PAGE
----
Application to clean up toxic site in weeks
on 17/10/2013 00:00:00
It is considered to be one of the State's worst environmental disaster zones.
The Comptroller and Auditor General revealed earlier this month that almost €100m was spent last year cleaning up toxic and unauthorised waste dumps in Ireland - more than half of which, €52.3m, was spent on soil investigation surveys, disposing of waste material and foreshore ecological surveys on the Haulbowline site.
Now, Marine Minister Simon Coveney has confirmed that the legal ownership of key sites in the area has, within the last few days, been transferred to his department.
It clears the way for the minister to apply to the Environment Protection Agency for a licence to manage the area as a landfill.
It also clears the way for Cork County Council, acting on his behalf, to lodge a major planning application with An Bord Pleanála, under the Strategic Infrastructure Bill process, for a massive clean-up and remediation project.
The planning application is expected within a month, followed closely by the application to the EPA. Environmental experts have cleared the council to seek planning permission to:
* Remove tonnes of hazardous material which is exposed to the tide;
* Seal and encase the site with a membrane to prevent the leaching of materials into the harbour;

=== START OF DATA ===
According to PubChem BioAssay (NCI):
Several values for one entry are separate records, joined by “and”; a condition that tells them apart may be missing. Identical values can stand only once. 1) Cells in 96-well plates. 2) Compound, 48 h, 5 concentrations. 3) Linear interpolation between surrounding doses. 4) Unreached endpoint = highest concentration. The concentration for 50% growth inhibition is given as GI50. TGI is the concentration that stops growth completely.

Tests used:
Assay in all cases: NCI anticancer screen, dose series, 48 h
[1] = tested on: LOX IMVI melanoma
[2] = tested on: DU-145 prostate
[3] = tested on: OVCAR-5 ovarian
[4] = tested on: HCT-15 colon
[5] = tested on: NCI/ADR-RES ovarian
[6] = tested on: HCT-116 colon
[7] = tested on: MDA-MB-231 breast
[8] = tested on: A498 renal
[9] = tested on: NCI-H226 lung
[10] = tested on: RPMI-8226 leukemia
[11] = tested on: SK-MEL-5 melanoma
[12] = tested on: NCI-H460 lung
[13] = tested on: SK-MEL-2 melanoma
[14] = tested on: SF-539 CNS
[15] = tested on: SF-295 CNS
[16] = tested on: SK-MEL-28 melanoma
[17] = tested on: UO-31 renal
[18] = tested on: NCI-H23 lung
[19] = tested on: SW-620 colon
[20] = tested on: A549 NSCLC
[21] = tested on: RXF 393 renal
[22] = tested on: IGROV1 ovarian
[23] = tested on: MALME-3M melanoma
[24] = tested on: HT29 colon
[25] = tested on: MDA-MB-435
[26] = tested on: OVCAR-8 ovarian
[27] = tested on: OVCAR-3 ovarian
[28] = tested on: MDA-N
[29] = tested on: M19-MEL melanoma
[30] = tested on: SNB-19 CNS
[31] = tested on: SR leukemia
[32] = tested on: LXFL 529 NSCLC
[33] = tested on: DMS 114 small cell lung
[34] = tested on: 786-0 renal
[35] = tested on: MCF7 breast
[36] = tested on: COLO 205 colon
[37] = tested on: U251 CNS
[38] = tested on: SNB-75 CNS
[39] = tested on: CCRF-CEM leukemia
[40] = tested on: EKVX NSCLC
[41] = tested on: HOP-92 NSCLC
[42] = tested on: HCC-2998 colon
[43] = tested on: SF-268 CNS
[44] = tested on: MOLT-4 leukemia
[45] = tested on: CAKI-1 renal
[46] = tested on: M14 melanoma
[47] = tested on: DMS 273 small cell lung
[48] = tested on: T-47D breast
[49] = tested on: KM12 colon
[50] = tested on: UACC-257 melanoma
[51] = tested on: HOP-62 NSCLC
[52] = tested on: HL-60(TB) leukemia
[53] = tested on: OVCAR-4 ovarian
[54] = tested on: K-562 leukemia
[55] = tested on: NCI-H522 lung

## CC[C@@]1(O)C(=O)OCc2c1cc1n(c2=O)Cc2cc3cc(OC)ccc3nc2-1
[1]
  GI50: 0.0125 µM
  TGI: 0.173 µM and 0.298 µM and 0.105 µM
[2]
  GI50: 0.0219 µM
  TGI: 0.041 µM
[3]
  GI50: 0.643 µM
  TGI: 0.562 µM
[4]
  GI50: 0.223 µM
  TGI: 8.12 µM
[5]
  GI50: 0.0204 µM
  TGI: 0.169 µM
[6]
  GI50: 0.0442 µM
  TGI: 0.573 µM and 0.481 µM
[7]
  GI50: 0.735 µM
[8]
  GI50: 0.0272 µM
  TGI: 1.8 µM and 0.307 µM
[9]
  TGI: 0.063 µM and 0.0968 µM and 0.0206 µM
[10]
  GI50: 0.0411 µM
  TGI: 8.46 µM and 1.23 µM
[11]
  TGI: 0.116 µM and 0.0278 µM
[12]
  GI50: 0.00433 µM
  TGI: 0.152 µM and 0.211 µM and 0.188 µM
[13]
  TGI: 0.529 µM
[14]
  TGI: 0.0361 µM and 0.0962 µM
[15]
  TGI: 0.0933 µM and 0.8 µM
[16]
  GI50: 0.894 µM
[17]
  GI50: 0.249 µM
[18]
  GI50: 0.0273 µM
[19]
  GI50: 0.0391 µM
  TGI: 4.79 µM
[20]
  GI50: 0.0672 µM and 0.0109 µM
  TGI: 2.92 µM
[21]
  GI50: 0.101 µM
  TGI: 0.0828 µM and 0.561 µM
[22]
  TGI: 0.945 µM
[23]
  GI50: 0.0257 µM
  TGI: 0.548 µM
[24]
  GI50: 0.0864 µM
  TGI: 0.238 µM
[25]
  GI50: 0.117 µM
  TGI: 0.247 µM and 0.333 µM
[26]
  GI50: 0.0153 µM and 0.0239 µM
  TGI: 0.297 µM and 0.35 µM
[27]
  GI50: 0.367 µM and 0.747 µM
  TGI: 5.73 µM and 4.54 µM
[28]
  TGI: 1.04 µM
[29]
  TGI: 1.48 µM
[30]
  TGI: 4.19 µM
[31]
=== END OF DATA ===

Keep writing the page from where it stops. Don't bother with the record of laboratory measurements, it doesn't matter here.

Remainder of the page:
* Demolish the derelict steel-works buildings;
* Cap the entire site, including the hazardous East Tip and the cleared steelworks area, with tonnes of topsoil, before landscaping the remaining slag heaps for redevelopment as public parkland;
* And carry out improvements to the site's access bridge and roads.
Mr Coveney said he is confident of positive decisions on both applications within six months: "If the green light is given, we should see the start of physical works on the site by the middle of next year.
"We are spending €40m on the site and I am confident that more will be available, if it's needed."
The Irish Examiner first highlighted the scale of the Haulbowline scandal in June 2008, when a consultant blew the whistle.
The site contains slag heaps - byproducts of the steel-making process - including the deadly carcinogen chromium 6 and a number of heavy metals.
It's estimated the East Tip contains up to 500,000 tonnes of toxic waste.
The Government moved to tackle the site after the threat of hefty fines by the European Commission if it did not take action to secure the site and make it safe.